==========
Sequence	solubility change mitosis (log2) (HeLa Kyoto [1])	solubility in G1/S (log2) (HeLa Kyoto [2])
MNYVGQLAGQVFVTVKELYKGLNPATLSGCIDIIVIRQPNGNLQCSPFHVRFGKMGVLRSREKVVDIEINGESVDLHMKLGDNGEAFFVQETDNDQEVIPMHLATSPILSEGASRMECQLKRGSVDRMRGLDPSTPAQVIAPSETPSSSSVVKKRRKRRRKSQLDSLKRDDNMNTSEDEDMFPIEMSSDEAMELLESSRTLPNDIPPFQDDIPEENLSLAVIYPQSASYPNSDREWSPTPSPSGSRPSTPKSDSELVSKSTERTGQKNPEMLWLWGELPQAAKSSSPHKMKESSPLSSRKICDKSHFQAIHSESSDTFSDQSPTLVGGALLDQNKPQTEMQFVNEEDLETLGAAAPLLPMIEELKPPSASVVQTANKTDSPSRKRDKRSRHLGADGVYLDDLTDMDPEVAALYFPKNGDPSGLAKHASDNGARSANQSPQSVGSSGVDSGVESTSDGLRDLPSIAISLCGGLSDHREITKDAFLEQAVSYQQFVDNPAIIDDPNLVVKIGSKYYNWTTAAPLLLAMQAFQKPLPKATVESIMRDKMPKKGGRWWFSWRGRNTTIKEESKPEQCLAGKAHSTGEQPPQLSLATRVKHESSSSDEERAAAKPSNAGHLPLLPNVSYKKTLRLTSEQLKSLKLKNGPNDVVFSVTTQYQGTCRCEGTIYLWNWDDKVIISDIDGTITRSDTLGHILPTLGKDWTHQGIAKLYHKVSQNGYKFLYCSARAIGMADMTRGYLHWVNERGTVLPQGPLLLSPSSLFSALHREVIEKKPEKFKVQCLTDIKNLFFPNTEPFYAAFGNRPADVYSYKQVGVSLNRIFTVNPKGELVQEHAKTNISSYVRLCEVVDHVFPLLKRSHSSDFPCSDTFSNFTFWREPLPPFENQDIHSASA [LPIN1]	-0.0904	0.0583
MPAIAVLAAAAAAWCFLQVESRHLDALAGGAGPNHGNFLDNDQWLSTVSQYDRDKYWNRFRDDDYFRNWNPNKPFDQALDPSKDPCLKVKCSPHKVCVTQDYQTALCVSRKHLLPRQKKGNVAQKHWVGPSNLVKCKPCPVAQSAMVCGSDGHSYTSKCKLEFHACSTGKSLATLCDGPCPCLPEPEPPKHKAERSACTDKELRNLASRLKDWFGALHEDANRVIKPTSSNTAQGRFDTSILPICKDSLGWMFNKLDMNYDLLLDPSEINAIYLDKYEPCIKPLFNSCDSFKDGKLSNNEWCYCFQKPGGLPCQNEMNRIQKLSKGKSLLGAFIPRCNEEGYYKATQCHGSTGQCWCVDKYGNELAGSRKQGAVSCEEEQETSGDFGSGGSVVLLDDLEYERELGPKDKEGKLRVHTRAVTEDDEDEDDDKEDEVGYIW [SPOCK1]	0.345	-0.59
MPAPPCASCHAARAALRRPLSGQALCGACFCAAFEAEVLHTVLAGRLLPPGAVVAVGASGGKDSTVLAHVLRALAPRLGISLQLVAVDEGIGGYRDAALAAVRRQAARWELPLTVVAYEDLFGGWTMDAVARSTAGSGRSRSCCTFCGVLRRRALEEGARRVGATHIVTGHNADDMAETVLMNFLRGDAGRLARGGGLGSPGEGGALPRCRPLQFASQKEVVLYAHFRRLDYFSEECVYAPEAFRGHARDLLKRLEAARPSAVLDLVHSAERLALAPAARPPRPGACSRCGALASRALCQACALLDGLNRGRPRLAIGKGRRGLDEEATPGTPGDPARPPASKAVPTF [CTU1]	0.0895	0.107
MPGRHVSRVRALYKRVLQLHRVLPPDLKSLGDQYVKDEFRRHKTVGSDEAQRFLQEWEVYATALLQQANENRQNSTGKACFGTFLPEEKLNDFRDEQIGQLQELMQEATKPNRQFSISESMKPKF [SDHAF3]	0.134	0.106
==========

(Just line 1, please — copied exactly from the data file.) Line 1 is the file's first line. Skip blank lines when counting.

Sequence	solubility change mitosis (log2) (HeLa Kyoto [1])	solubility in G1/S (log2) (HeLa Kyoto [2])